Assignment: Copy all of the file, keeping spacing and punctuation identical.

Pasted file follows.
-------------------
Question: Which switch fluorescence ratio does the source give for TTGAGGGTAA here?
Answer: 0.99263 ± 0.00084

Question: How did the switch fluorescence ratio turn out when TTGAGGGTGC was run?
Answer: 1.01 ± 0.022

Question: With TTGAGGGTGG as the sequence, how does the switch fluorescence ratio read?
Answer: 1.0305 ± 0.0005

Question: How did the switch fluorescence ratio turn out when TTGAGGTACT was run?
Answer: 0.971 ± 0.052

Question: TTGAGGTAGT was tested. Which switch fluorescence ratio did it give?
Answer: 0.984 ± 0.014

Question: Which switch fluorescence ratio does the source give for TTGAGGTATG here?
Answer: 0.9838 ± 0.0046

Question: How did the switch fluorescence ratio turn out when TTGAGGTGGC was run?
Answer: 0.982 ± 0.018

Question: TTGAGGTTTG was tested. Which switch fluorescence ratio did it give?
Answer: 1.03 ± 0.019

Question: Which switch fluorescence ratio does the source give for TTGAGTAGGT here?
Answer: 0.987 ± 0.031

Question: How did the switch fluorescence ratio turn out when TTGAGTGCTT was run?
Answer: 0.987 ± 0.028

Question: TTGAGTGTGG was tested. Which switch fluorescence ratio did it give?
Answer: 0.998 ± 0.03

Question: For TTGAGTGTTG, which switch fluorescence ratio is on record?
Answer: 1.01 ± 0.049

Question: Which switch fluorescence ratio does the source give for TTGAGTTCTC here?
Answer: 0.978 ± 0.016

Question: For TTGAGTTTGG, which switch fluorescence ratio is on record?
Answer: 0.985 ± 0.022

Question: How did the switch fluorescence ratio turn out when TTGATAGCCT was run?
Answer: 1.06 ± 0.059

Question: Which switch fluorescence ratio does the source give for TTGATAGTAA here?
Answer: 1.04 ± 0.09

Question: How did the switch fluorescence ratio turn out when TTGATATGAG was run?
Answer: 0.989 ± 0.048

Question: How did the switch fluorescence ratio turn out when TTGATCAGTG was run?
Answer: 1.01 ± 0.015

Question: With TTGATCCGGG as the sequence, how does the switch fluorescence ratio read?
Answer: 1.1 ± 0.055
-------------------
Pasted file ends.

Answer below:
Question: Which switch fluorescence ratio does the source give for TTGAGGGTAA here?
Answer: 0.99263 ± 0.00084

Question: How did the switch fluorescence ratio turn out when TTGAGGGTGC was run?
Answer: 1.01 ± 0.022

Question: With TTGAGGGTGG as the sequence, how does the switch fluorescence ratio read?
Answer: 1.0305 ± 0.0005

Question: How did the switch fluorescence ratio turn out when TTGAGGTACT was run?
Answer: 0.971 ± 0.052

Question: TTGAGGTAGT was tested. Which switch fluorescence ratio did it give?
Answer: 0.984 ± 0.014

Question: Which switch fluorescence ratio does the source give for TTGAGGTATG here?
Answer: 0.9838 ± 0.0046

Question: How did the switch fluorescence ratio turn out when TTGAGGTGGC was run?
Answer: 0.982 ± 0.018

Question: TTGAGGTTTG was tested. Which switch fluorescence ratio did it give?
Answer: 1.03 ± 0.019

Question: Which switch fluorescence ratio does the source give for TTGAGTAGGT here?
Answer: 0.987 ± 0.031

Question: How did the switch fluorescence ratio turn out when TTGAGTGCTT was run?
Answer: 0.987 ± 0.028

Question: TTGAGTGTGG was tested. Which switch fluorescence ratio did it give?
Answer: 0.998 ± 0.03

Question: For TTGAGTGTTG, which switch fluorescence ratio is on record?
Answer: 1.01 ± 0.049

Question: Which switch fluorescence ratio does the source give for TTGAGTTCTC here?
Answer: 0.978 ± 0.016

Question: For TTGAGTTTGG, which switch fluorescence ratio is on record?
Answer: 0.985 ± 0.022

Question: How did the switch fluorescence ratio turn out when TTGATAGCCT was run?
Answer: 1.06 ± 0.059

Question: Which switch fluorescence ratio does the source give for TTGATAGTAA here?
Answer: 1.04 ± 0.09

Question: How did the switch fluorescence ratio turn out when TTGATATGAG was run?
Answer: 0.989 ± 0.048

Question: How did the switch fluorescence ratio turn out when TTGATCAGTG was run?
Answer: 1.01 ± 0.015

Question: With TTGATCCGGG as the sequence, how does the switch fluorescence ratio read?
Answer: 1.1 ± 0.055